For parents who want their child to have breast milk, but are unable produce it themselves, being able to buy it on the internet might seem like a hopeful solution. Many families might want to feed their infant breast milk for a number of reasons, such as improving their child’s immune system. This might lead families to turn to online forums or Facebook groups to find women selling their breast milk.
But the dark side of this online trade is that not only are there no laws restricting the sale of breast milk online – it’s also unregulated in the UK and Ireland. This leaves parents vulnerable to buying breast milk that is substandard or dangerous for consumption by their child. However, in spite of this lack of regulation, existing laws might be able to assist if something goes wrong.
Tort is the area of law which deals with civil wrongs, as opposed to criminal acts. A civil wrong or “tort” is an act that leads to injury or harm, for which courts impose liability on an individual. As the sale of substandard breast milk could lead to injury or harm, it may fall under an area of tort law called product liability or the law on defective products. The courts do not impose a “punishment” for committing a tort, however, they often order defendants in tort cases to pay monetary compensation to the wronged person (known as the plaintiff). The idea of monetary compensation is to put the plaintiff back into the position they were in before being harmed.
Under the law, breast milk would likely be considered a “product” as similar substances, including animal milk, baby formula, and blood, are. For the same reasons, the woman who produced the milk would then be considered a “producer”. Were a case to go to court, tainted breast milk might then be classified as a defective product.
Both Ireland and the UK have laws allowing customers to sue for harm caused by defective products. But it can be challenging for the person suing to win because they must prove that the product made by the producer was defective – and that this defect caused damage. In other words, a person would have to prove that the breast milk is what made them sick.
A product is defective when it fails to meet the standard that someone can reasonably expect it to meet. A court would ask how reasonable it is for the average person to expect that the breast milk bought on the internet would be safe. In deciding that, a court may consider the actions of the producer too. For example, if a woman sold her milk on a reputable site and advertised it as being “safe” or “drug-free”, then it might be reasonable for the public to think that it would be those things.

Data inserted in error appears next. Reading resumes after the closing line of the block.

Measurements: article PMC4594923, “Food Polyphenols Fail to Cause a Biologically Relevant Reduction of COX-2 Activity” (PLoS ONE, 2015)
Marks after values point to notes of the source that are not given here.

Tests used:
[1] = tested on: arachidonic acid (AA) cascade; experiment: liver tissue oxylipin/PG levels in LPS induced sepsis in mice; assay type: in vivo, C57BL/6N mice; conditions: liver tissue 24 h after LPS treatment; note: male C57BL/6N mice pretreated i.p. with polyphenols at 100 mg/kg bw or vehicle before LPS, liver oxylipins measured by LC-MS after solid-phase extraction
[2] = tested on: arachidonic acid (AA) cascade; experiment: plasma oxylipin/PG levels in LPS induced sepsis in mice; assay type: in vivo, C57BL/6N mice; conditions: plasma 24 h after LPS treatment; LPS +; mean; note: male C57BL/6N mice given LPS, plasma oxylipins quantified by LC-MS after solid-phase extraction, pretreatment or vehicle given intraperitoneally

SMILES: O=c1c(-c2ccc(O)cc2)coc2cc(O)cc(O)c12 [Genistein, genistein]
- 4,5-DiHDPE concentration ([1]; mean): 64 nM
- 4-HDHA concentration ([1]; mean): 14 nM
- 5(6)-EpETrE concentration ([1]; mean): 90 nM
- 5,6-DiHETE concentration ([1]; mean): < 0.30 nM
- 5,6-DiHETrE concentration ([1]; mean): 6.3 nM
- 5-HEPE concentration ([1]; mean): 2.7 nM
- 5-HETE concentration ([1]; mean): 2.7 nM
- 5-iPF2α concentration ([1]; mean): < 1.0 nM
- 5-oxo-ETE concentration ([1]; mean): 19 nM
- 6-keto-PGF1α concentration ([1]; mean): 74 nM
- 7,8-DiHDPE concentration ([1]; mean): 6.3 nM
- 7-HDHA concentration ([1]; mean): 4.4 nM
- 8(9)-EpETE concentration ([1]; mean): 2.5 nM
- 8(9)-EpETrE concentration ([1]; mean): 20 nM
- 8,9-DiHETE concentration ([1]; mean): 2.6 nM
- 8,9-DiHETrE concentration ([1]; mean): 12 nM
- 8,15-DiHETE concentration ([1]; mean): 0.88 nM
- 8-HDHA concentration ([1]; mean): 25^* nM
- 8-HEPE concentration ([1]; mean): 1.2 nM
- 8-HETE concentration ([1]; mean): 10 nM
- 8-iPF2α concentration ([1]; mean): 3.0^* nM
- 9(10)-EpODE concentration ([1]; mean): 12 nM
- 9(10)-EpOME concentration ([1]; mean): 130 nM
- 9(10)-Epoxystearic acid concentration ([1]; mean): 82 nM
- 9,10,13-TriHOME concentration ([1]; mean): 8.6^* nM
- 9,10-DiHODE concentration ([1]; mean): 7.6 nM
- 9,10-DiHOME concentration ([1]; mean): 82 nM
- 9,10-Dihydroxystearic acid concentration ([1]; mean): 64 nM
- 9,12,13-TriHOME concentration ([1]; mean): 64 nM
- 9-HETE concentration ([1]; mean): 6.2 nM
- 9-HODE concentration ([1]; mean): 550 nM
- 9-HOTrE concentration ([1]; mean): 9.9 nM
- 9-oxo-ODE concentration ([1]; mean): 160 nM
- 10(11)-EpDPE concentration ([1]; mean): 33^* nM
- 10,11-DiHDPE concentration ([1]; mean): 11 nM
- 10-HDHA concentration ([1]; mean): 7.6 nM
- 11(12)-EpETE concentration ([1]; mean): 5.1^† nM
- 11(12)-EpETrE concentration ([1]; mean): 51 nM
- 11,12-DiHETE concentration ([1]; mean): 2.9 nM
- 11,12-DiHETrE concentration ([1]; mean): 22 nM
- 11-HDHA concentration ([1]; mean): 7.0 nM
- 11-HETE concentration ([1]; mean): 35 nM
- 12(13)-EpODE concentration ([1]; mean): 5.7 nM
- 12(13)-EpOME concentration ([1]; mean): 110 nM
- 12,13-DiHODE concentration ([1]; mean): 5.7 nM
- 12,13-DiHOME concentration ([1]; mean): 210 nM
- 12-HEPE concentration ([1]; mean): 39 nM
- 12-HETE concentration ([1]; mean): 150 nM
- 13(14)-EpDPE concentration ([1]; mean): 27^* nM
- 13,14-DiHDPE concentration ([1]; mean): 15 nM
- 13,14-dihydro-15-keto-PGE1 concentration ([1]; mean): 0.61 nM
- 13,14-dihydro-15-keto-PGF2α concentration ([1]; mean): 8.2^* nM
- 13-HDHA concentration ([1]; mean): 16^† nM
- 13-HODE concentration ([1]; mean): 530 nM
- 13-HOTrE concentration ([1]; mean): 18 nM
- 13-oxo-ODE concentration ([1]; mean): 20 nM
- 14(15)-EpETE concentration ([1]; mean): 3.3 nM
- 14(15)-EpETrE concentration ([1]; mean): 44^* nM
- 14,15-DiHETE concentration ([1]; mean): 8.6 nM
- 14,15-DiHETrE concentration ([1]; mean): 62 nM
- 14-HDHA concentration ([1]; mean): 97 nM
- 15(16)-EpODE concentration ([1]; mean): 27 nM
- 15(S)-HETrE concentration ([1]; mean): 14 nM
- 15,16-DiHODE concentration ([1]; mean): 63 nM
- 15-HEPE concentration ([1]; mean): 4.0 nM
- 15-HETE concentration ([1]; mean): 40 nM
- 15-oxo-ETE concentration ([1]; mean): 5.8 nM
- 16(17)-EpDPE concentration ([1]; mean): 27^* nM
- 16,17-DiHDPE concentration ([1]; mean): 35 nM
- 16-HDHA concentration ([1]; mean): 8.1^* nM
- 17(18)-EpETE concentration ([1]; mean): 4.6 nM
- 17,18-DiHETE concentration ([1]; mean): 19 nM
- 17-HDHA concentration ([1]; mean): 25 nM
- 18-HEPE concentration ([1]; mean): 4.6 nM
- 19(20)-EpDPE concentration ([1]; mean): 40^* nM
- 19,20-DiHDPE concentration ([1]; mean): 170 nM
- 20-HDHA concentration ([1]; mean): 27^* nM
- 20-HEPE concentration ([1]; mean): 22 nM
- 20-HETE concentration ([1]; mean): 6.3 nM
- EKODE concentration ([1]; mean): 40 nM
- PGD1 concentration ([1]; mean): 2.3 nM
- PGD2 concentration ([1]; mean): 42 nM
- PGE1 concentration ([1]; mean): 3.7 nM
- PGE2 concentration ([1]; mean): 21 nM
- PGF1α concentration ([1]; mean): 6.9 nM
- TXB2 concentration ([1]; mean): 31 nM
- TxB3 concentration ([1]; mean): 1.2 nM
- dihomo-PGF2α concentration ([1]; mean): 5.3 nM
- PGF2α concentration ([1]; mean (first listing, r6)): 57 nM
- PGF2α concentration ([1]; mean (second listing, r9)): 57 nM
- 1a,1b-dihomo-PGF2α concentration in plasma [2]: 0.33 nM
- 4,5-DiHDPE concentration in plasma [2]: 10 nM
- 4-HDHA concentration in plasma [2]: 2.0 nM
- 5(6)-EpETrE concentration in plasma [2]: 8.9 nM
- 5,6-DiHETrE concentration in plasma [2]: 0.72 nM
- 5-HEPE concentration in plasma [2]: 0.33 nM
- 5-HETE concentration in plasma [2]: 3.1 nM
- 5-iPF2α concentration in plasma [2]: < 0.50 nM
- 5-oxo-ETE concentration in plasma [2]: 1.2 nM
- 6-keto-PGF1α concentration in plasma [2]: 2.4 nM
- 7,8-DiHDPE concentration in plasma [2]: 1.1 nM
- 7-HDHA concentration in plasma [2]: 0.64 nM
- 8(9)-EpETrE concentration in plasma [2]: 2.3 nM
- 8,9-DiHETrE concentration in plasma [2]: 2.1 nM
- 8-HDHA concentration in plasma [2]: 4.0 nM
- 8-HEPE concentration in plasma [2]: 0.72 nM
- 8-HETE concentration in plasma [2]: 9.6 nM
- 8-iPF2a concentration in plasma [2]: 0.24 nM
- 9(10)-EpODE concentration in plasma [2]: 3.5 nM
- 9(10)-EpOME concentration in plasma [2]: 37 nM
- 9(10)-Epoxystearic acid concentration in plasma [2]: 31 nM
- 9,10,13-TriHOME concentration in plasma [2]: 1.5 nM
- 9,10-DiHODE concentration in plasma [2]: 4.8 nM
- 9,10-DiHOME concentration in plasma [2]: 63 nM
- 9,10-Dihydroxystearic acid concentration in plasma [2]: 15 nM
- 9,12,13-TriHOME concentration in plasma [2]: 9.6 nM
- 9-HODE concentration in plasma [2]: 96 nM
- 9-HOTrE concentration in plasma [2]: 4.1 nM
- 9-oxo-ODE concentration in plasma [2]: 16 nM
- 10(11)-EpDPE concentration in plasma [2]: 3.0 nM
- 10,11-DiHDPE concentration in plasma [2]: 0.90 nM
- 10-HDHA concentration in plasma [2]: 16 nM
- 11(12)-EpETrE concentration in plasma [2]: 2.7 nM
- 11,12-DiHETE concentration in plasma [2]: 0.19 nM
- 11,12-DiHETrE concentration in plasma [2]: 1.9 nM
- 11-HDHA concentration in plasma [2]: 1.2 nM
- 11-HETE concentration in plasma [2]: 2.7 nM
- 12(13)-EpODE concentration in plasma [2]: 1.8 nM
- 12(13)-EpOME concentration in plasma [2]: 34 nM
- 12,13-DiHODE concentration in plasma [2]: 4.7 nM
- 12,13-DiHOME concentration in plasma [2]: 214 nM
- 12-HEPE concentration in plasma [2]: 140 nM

The difficult part of product liability is proving “causation” – meaning proving that you were harmed by the defective product. In the case of breast milk bought online, “harm” would likely mean death or injury of the person consuming the milk. Contracting illnesses or bacterial infections, such as Salmonella or Streptococcus or viral infections, such as HIV, could all constitute harm.
However, as previously mentioned, it isn’t enough to suffer the harm. You must be able to prove that harm was caused by the product – not another source. This can be especially hard to do in the case of bacterial and viral infections. For example, salmonella can be carried by household pets, such as reptiles, and common household foods like chicken and eggs.
HIV would be easier to prove, as it’s only spread from the infected person through certain body fluids, including blood and breast milk.
Even if you can prove that the harm was caused by the defective breast milk – and that it was reasonable to think the milk would be safe – there may be a further hurdle for the person suing to cross. A court may want to know what steps the parent took to prevent the harm. For example, studies have shown that pasteurising breast milk can destroy many bacteria, and can even kill viruses, including HIV. In court, a failure to pasteurise could mean that the plaintiff gets considerably less in compensation from the seller – or none at all. By failing to take reasonable precautions by pasteurising the milk, the parent has some responsibility for the harm suffered.
But let’s say a child suffered seizures from consuming breast milk containing cocaine. Although the buyer will still have to prove that the harm was caused by the milk, a court may not have the same reason to reduce (or refuse) compensation for harm. This is because pasteurisation doesn’t remove or inactivate drugs in breast milk, unlike with bacteria or viruses. And, it’s not just illegal drugs that can cause side effects, but also prescriptions ones such as painkillers and cardiovascular drugs.
Even though the sale and purchase of breast milk is not illegal, the practice may still fall afoul of the law. The practice of selling and buying breast milk online offers many uncertainties about the safety of the milk – and the lack of legal framework further endangers the health and wellbeing of infants. More regulations and legal restrictions will be necessary to protect the health of both infants, and other buyers.
Aoife Finnerty does not work for, consult, own shares in or receive funding from any company or organisation that would benefit from this article, and has disclosed no relevant affiliations beyond their academic appointment.